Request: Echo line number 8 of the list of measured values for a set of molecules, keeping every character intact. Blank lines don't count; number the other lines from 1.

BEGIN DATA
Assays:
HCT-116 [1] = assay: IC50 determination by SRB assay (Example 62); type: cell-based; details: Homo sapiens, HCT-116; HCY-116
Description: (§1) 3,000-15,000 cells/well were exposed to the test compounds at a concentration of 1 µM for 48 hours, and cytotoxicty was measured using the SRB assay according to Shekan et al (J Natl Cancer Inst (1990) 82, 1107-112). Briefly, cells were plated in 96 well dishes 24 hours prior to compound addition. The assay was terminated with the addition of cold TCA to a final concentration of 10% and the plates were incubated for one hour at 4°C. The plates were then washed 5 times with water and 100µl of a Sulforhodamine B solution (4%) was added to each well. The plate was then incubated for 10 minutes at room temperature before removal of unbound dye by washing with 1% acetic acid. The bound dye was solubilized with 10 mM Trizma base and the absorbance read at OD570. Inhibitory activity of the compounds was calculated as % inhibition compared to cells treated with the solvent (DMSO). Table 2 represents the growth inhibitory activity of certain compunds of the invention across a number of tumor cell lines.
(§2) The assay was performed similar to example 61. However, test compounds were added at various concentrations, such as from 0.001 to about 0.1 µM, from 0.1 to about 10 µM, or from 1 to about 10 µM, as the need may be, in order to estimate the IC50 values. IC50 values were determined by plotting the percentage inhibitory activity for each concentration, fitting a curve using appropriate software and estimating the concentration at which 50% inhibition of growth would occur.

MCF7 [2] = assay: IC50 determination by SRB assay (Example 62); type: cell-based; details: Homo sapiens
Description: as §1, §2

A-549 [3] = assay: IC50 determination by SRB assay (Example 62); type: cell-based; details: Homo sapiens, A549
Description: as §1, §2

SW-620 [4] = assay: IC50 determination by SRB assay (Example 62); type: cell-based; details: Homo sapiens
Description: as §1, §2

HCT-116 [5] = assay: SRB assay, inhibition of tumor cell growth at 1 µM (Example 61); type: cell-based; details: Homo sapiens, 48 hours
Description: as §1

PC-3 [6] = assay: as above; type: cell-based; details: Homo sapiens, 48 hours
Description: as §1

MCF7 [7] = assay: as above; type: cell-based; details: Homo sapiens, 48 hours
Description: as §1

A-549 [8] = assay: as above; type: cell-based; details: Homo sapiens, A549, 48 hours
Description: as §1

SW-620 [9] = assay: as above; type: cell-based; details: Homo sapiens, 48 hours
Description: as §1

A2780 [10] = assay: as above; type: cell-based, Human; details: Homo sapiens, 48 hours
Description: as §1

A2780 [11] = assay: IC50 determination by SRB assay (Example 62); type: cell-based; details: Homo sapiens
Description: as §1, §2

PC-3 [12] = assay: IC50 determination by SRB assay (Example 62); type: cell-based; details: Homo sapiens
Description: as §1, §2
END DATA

Description: as §1, §2